Fast forward nearly 50 years: A 2018-19 campus report found that Black and Latino students at Haverford were less likely to feel they had meaningful social interactions on campus and that their academics were well-supported. The report also made clear the longstanding divide between athletes — more than two-thirds of whom are white — and non-athletes. Students of color even reported little connection to Haverford’s Office of Multicultural Affairs.

Then came the pandemic that disproportionately hit communities of color, and Floyd’s murder.

In June, a new Instagram page, “Black at Haverford,” appeared. On it, anonymous posters recounted stories of feeling left out, mistreated, and discouraged from pursuing STEM fields.

“Haverford needs to begin recognizing the role of whiteness, wealth and athletic status in contributing to the oppression of Black students,” said one.

A June 17 letter signed by more than 2,500 students, alumni, faculty, and groups at Haverford and Bryn Mawr cited a lack of support for Black students in classrooms, “racially charged injustices” that went unaddressed, mistreatment of Black staff, and lack of funding and staff for programs that support Black students.

The movement spoke to Camille Samuels, 22, a senior health studies major from Silver Spring, Md., who had “a sense of feeling out of place a lot of the time” at Haverford. She signed the letter.

On July 15, The Inquirer published an op-ed column by Shittu in which he argued that colleges such as Haverford “pretend” not to be racist. “Primarily white, outwardly liberal institutions like Haverford have such a long history of talking the talk without living up to it,” he wrote.

While Shittu had to contend with people in his hometown displaying Confederate flags and using racial slurs, he found racism more subtle at Haverford. People touched his hair, misspelled his name, sang the N-word as part of a rap song when he was the only Black person in the room, and asked him why other Black people couldn’t be more like him and share his Nigerian culture. He felt like he was “on a job interview all the time,” he would later recall.

» READ MORE: How Haverford, Swarthmore, and other small college campuses hope to fend off the coronavirus

More than 1,000 students, including Shittu, returned to campus in early September. The college erected tents for outdoor classrooms and added trailers for isolation and quarantine space — signs of the pandemic’s still-raging danger.

Students continued to press for changes outlined in their June 17 letter; administrators agreed to negotiate.

On Oct. 26, Wallace was shot by police outside his West Philadelphia home.

Fearing for student safety, Bylander and Raymond, the dean and president, urged students in a message Oct. 28 not to participate in protests in Philadelphia. Bylander didn’t realize it at the time, but the message turned out to be the last straw. Enraged that campus leaders would discourage protesting another killing of a Black man, hundreds of students poured onto the campus’ Founders Green that October night.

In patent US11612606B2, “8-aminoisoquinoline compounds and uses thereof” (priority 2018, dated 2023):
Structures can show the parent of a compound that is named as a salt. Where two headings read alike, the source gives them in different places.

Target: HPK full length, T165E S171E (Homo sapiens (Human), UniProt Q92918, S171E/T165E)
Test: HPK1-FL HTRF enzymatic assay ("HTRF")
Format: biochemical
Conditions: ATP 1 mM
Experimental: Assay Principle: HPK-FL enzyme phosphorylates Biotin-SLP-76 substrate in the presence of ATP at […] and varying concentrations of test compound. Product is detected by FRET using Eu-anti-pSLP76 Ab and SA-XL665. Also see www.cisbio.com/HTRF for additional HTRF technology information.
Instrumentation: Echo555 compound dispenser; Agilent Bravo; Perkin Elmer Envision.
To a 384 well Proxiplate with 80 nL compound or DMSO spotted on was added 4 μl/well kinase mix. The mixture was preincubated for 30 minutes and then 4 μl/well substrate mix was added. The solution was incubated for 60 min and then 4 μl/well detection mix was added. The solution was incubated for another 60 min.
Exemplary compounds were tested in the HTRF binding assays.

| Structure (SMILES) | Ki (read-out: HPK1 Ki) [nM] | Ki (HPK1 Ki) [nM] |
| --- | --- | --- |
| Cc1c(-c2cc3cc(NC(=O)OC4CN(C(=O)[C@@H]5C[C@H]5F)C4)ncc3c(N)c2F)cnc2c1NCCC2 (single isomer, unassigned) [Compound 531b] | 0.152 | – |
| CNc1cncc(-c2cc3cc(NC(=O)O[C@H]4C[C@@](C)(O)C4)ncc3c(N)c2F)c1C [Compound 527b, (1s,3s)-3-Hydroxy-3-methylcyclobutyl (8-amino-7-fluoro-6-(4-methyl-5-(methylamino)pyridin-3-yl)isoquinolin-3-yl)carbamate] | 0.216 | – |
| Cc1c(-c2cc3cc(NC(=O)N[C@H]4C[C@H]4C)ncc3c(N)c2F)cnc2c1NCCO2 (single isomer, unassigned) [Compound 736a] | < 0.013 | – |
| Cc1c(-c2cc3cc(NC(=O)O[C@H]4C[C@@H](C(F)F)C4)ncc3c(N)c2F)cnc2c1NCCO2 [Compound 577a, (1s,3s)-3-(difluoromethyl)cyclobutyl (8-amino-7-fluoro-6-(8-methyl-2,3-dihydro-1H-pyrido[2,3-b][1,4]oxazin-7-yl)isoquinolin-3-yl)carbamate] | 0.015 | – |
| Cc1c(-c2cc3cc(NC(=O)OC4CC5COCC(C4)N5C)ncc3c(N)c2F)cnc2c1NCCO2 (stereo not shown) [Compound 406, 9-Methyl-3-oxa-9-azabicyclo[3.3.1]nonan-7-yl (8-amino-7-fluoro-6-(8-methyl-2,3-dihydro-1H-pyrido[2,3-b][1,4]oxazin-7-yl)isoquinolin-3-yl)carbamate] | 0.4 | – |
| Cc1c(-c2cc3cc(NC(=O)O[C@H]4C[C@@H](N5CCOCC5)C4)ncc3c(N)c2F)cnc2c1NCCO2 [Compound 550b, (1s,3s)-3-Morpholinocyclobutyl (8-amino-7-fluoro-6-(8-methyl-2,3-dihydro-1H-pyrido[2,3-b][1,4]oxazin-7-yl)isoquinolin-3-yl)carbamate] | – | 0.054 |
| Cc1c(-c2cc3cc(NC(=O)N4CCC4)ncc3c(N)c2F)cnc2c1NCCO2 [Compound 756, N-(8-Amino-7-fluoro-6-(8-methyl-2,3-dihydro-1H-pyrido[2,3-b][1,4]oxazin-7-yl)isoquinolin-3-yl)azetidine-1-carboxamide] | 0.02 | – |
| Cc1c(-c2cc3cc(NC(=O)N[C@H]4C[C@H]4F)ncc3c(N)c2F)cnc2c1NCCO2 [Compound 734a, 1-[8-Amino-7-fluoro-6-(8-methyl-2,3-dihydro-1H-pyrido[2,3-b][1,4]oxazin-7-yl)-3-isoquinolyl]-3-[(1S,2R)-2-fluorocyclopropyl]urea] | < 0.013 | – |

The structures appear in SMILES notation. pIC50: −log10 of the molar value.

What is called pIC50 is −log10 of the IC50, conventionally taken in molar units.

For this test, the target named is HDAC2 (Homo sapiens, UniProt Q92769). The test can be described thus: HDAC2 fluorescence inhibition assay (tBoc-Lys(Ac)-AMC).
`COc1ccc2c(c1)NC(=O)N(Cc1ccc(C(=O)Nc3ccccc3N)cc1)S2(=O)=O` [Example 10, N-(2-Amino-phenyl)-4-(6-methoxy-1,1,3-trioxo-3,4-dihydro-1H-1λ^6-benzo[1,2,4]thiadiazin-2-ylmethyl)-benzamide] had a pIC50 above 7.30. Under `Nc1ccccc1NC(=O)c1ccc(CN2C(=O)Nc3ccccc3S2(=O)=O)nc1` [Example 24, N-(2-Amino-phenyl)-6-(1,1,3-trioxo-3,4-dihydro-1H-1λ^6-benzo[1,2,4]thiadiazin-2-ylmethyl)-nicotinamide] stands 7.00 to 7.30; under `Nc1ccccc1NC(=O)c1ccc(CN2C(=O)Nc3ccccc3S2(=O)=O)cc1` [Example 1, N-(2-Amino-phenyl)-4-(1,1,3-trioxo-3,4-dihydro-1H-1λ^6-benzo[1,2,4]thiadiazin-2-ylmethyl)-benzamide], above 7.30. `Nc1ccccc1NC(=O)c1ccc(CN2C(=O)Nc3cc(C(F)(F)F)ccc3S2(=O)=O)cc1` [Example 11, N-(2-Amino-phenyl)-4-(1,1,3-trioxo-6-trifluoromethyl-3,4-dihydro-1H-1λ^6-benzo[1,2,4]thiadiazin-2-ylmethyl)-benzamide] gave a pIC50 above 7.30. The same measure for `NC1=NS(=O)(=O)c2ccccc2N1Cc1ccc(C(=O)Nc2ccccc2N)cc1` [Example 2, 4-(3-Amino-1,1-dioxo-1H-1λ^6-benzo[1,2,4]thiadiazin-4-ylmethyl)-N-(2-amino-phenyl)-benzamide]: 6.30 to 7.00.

One student demanded that the president come forward and address students’ concerns.

Bylander and Raymond had already apologized in a subsequent message the same day, but it was too late. For Samuels and other organizers, the time to ask for change was over. Those requests had gone on for decades and nothing worked.

The next day, students from several groups, including Women of Color House, Black Students Refusing Further Inaction, and the Black Student League launched the strike. Hundreds of students joined.

Dozens of organizers began working around the clock. They wrote social media posts, gave direction to other campus groups that wanted to help, and engaged in strike negotiations with administrators. Samuels helped design a syllabus for teach-ins on topics such as Black radical tradition and feminism, some taught by students and others by professors.

They were working, she would later say, “harder than at any point in our college careers.” And learning more.

Classes stop, divisions emerge

Haverford had no estimate how many classes were disrupted, but both strike supporters and opponents say many were. Haverford’s chemistry department canceled classes and closed labs, though professors kept office hours.

“I am writing … to repeat and reinforce our messages of solidarity, with the strike and its goals of making serious antiracist changes to our College and community, and of support for all of our students,” Casey H. Londergan, chair of the chemistry department, said in a Nov. 3 email to students.

He also continued to meet with students to hear their reactions to the strike and provide support.

Others also issued statements of support. But some faculty and staff quietly worried about the disruption during an already challenging semester. Emotions ran high as strikers tried to convince all students and professors to participate.